Australia’s Commonwealth Scientific and Industrial Research Organisation (CSIRO) has released its space exploration roadmap that sets out a path for Australian space industry and research organizations to more fully support and participate in international space science and exploration initiatives, particularly international efforts to reestablish a human presence on the Moon.
The report rolls out this sector-wide ‘lunar challenge’ describing it as “an exciting opportunity for Australian industry to contribute to a common goal aimed at growing the size of our domestic space industry to $12billion by 2030,” according to the announcement.
Meeting the ‘lunar challenge’ will involve building capabilities in four areas: autonomous robotic systems, in-situ resource utilisation, habitat and life support, and power and propulsion. A group already exists for international coordination, with the aim of expanding human exploration and presence in low-Earth orbit, and on the Moon and Mars, over the next two decades.
Australian space sector support for the lunar challenge could also provide opportunities to grow existing relationships with global partners, including international space agencies.
The challenge is also meant to inspire future generations, just as the Apollo program did in the 1960s and 1970s.
“Our space roadmap charts a course for economic growth using space, and champions a new era of space exploration to inspire our children with the power of science to make the ‘impossible’ possible,” said Dr. Larry Marshall, Chief Executive of CSIRO. “Our existing space industry is built on a foundation of trust earned 50 years ago when we enabled the world to see mankind touch the Moon – that kind of inspiration is a key ingredient in supercharging growth in new industries, new jobs, new STEM talent and developing a dynamic nation where the sky is no longer the limit.”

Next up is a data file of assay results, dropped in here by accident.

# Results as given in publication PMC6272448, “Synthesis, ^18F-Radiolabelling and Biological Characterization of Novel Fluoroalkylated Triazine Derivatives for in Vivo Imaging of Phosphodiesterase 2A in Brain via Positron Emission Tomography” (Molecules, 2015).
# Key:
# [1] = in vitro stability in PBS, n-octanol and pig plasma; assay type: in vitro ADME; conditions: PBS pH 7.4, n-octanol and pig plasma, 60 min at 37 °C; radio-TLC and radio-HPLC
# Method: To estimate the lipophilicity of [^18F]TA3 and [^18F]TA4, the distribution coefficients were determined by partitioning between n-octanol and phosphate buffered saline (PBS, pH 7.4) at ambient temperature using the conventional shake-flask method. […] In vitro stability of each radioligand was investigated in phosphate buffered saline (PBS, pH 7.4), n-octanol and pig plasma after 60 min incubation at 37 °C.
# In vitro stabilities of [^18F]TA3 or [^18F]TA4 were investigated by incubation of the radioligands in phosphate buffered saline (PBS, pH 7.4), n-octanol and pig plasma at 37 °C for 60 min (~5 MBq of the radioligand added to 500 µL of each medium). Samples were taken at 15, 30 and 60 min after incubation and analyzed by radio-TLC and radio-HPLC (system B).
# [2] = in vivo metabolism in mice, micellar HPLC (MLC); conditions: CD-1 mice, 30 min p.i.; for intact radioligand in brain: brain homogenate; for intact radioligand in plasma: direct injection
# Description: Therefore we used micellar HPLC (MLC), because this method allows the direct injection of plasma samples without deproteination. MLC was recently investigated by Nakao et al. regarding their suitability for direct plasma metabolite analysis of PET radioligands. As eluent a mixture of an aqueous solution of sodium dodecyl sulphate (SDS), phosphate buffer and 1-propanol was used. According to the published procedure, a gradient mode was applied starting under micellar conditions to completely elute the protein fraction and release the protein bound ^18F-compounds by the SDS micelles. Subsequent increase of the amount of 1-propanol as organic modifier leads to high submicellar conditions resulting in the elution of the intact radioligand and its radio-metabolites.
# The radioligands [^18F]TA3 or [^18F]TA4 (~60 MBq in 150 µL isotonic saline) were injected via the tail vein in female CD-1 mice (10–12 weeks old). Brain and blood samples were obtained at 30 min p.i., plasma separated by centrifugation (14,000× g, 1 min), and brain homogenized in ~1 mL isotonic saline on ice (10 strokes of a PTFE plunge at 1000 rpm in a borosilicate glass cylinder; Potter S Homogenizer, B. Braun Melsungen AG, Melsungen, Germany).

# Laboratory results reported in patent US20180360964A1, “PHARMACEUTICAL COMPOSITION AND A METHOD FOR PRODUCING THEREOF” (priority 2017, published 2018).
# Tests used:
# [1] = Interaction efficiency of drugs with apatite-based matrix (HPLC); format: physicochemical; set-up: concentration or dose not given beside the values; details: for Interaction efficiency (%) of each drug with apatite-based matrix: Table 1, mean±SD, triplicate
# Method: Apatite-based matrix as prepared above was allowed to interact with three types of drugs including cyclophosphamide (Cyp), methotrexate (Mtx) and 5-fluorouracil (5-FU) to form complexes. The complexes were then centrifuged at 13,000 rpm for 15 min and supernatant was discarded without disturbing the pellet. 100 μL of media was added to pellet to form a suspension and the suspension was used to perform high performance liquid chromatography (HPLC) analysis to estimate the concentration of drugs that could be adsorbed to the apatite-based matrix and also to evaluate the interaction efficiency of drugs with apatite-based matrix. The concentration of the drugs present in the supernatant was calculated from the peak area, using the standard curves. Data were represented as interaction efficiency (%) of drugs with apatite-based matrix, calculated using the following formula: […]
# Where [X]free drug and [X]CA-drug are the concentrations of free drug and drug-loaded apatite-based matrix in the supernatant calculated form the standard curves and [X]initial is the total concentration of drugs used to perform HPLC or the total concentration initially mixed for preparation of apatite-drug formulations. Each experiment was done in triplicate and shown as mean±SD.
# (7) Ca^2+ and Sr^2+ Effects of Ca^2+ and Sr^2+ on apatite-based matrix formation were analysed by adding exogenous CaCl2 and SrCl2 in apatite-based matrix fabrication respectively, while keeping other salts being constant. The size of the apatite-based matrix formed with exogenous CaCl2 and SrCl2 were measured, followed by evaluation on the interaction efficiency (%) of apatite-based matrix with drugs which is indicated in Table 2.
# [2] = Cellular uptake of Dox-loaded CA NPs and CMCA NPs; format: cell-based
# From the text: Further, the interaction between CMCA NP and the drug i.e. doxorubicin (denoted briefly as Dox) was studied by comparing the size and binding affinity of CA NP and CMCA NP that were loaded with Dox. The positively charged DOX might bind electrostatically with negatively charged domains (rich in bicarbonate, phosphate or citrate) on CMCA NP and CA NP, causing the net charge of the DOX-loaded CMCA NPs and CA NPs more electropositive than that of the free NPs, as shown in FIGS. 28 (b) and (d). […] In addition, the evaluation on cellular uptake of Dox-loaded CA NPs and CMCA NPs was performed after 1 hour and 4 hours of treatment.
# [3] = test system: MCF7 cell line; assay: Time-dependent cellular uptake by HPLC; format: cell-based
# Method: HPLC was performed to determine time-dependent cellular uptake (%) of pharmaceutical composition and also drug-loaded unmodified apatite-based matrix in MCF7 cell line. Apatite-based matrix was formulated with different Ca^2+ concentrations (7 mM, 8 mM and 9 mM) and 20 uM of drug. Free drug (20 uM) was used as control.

The report, developed in consultation with industry, presents three key opportunity areas for potential development, all of which could support the growth of Australia’s space economy. The three areas are: building capabilities in Earth observation from space, satellite communications, and positioning, navigation, and timing (PNT) data; taking advantage of Australia’s geographic position in the southern hemisphere; and harnessing Australia’s diverse industrial and research strengths across astronomy, mining, manufacturing, medicine, agriculture, and robotics for Earth-based industry.
“CSIRO’s unique position creates a bridge between research and industry to deliver breakthrough innovation to Australian SMEs and start-ups across the space value chain,” Marshall added.
Dr. Megan Clark, Head of the new Australian Space Agency, endorsed the roadmap.
“This Roadmap introduces some key scientific opportunities which Australia can utilise to drive engagement and growth across the space value chain,” she said. “Together, the Australian Space Agency, CSIRO and other key partners will drive the full potential of our nation’s capabilities and competitive advantages, optimising our R&D opportunities and targeting growth across the space value chain to build a space sector of which all Australians can be proud.”